Sometimes, the simplest and safest course of action is to structure the fee based on a reasonable hourly rate or a flat fee, rather than a percentage of the amount paid by the insurance company. The hourly rate should generally be in line with hourly rates charged by similarly-qualified professionals in the same market.
3. Should I Require a Fee from All Customers Who Do Not Hire Me?
In my opinion, the answer to this question is “no” because the request for a fee will reduce sales, at least to some extent. Companies that elect to charge these fees should think twice before asking for them from quality customers who seem reasonably likely to sign a restoration contract. It may be a turn-off.
In deciding whether or not to charge a scope preparation fee, consider the magnitude of the loss, the relationship and trust factor with the policyholder, the competitive landscape, and the estimator’s gut feeling about whether the customer is likely to agree to the bid and sign a contract. The more time and effort required to prepare an estimate, the more that a scope preparation fee would be justified and fair.
If the customer balks at a scope preparation fee, you may not have wanted that customer in the first place. Use experience and professional judgement to determine whether the refusal of a scope fee should be a deal breaker.
Learn to spot customers who are not likely to sign a contract. Some telltale signs include apprehension or hesitancy. Some say they might cash out, or they are simply collecting information and have not yet decided whether to hire a contractor. Others say their brother/sister/grandma is a contractor and might do the work. These are red flags that may justify the request for a fee.
Bad PR? We must be mindful of the fact that “free estimates” is a common phrase in American commerce. You’re better off with savvy customers than naïve ones. Savvy customers carefully vet service providers. “Why should I pay you just to tell me what you will charge?” You’ll need a strong response to that question. They’re not paying you to tell them what you will charge. They’re paying you for your years of experience and training, and the thoughtful technical analysis required to prepare an accurate scope of service. To lessen the potential stigma, many contractors waive the fee if the customer signs a contract for the work.
4. Charging a Scope Preparation Fee is Not Public Adjusting
Unauthorized public adjusting is a crime, so it is important to understand your state’s definition of “public adjuster.” This concept confuses many.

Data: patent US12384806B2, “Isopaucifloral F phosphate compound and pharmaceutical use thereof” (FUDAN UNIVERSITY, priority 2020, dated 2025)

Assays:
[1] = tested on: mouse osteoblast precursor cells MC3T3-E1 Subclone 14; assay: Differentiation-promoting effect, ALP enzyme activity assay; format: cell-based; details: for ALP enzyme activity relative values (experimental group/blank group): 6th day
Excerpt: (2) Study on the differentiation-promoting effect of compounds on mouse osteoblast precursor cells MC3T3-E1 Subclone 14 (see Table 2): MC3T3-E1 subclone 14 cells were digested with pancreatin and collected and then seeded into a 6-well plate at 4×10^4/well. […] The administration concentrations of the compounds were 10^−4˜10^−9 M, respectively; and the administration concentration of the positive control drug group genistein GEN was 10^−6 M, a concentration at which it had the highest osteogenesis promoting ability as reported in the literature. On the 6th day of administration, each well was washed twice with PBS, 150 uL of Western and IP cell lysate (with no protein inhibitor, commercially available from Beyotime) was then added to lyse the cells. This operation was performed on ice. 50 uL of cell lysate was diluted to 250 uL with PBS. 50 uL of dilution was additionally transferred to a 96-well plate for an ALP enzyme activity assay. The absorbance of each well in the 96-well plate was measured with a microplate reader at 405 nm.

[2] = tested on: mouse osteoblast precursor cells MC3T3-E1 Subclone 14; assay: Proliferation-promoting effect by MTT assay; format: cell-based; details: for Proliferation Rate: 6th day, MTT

In Texas, the definition of the “public adjuster” is similar to that of many other states. The Lone Star State defines a “public adjuster” as:
“[A] person who, for direct, indirect, or any other compensation acts on behalf of an insured in negotiating for or effecting the settlement of a claim or claims for loss or damage under any policy of insurance covering real or personal property.”
The key phrase “acts on behalf of an insured” is often overlooked. Of course, contractors can write and discuss their bids without engaging in public adjusting. However, they cross the line into public adjusting when they, for example, offer to help an insured settle a claim, or advocate on behalf of the insured. If the adjuster wants to pay x and you argue for 1.3x, are you public adjusting? If you hold yourself out as a representative of the insured, the answer is probably “yes.”
My opinion is that in many states, contractors can defeat certain accusations of public adjusting if they obtain Assignments of Insurance Rights (sometimes referred to as Assignments of Benefits or AOBs) before they interact with the carrier. An assignment transfers certain policy rights from the policyholder to the contractor. The policyholder no longer owns those rights. A contractor that seeks to enforce those rights acts on its own behalf and is not representing or advocating for the policyholder.
Ultimately, each company needs to independently develop its own strategy without coordination with competitors. When my clients are sitting on the fence about whether to implement a certain strategy, I usually tell them to try it on 10 jobs as a test. These clients are often pleasantly surprised at the results of these tests. Your results may vary.